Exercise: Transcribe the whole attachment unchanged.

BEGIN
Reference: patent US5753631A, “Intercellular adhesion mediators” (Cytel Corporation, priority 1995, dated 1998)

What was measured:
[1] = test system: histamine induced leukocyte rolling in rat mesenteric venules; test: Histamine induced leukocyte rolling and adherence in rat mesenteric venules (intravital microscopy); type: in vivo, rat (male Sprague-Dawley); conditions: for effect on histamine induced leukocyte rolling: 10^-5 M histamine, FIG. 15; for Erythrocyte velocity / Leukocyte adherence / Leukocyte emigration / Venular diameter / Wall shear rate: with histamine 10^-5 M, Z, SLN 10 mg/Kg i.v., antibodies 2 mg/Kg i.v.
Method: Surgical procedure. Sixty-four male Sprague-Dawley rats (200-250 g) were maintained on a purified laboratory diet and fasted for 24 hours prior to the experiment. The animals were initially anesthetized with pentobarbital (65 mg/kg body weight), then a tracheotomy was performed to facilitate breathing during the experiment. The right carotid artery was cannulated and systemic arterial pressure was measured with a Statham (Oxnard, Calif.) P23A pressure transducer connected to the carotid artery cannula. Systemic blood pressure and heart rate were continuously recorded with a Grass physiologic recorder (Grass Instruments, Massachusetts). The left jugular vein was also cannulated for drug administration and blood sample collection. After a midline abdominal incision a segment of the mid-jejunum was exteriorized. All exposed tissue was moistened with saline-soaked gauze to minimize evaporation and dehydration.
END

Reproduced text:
Reference: patent US5753631A, “Intercellular adhesion mediators” (Cytel Corporation, priority 1995, dated 1998)

What was measured:
[1] = test system: histamine induced leukocyte rolling in rat mesenteric venules; test: Histamine induced leukocyte rolling and adherence in rat mesenteric venules (intravital microscopy); type: in vivo, rat (male Sprague-Dawley); conditions: for effect on histamine induced leukocyte rolling: 10^-5 M histamine, FIG. 15; for Erythrocyte velocity / Leukocyte adherence / Leukocyte emigration / Venular diameter / Wall shear rate: with histamine 10^-5 M, Z, SLN 10 mg/Kg i.v., antibodies 2 mg/Kg i.v.
Method: Surgical procedure. Sixty-four male Sprague-Dawley rats (200-250 g) were maintained on a purified laboratory diet and fasted for 24 hours prior to the experiment. The animals were initially anesthetized with pentobarbital (65 mg/kg body weight), then a tracheotomy was performed to facilitate breathing during the experiment. The right carotid artery was cannulated and systemic arterial pressure was measured with a Statham (Oxnard, Calif.) P23A pressure transducer connected to the carotid artery cannula. Systemic blood pressure and heart rate were continuously recorded with a Grass physiologic recorder (Grass Instruments, Massachusetts). The left jugular vein was also cannulated for drug administration and blood sample collection. After a midline abdominal incision a segment of the mid-jejunum was exteriorized. All exposed tissue was moistened with saline-soaked gauze to minimize evaporation and dehydration.